Stella McCartney's tribute to Linda is a real wonder bra
For women who have suffered through radical cancer surgeries, recapturing their femininity is so important
October is Breast Cancer Awareness month and there probably isn't a family in the country who hasn't been affected by the loss of a mother, a sister or a friend, or travelled with them on their journey to recovery. It's good that people can talk about it nowadays, it wasn't always so.
Arriving home from school one day, I found a letter from the BBC lying open on the hall table. It was a pretty heartbreaking letter and not easy to digest as a teenager. My mother had written to the female impersonator Danny La Rue who, long before Lily Savage and others who followed on, was the highest-paid entertainer in Britain and never off our TV screens.
Cork-born La Rue was considered quite risque. His extraordinarily curvaceous figure and glamorous outfits being the envy of many a less well-endowed female. It was probably unlike any other 'fan' letter the poor man had ever received - for she wanted to know where he got his false breasts!
She'd had a double mastectomy and despaired of the two heavy 'bean bags' she'd been supplied with to stick into a normal bra, which always seemed to have one side 'up or down'. In those days there was no reconstructive surgery, let alone special bras.
People didn't talk about breast cancer then. It was all hush hush and she'd initially gone to London for treatment in the Royal Marsden Hospital, lest a shameful whisper get out here. There wasn't any chemotherapy or other treatment either then, just radical surgery and, following her second mastectomy, back in Ireland, I remember pouring boric powder into deep holes on her ribcage as I dressed her wounds.
She died seven years later having had 30 operations in her relatively short life, while my father dropped dead 18 months before that from the stress of it all.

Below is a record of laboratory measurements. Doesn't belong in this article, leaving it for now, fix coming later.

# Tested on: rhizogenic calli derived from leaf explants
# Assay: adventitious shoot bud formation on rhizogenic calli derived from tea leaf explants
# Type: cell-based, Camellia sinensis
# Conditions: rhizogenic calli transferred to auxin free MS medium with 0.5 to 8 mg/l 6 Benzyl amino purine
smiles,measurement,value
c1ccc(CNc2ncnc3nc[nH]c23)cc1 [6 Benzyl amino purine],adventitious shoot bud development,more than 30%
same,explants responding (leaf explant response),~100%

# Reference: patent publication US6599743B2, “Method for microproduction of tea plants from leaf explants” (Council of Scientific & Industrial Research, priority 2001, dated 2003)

I'm not alone in being deeply affected by the long shadow of my mother's early demise, but nowadays people are more open about it. However, they may be more open about it, but they are still terrified of it, and I still wonder why, although the treatments are so much better, after 40 years they haven't got a grip, that I know of, on what actually causes cells to mutate and the tumours to form.
Over the past couple of years we have seen celebrities such as Angelina Jolie elect for a double mastectomy because she lost her mother to the disease.
I hate that word.
Jackie Collins died recently but, perhaps being of the old school, she kept quiet about it. What really prompted me to talk about this was, what some might consider a tad frivolous - but in my experience with my mother it isn't, and clearly the same applies to fashion designer Stella McCartney.
She has just this month launched the Louise Listening, a post-double mastectomy operation compression bra, named after her late mother, Linda Louise McCartney, who died of breast cancer in 1998.
The rose-coloured bra, made of cotton and lace, has been designed to bring comfort and confidence to women who have recently undergone surgery and are in the post-mastectomy healing process.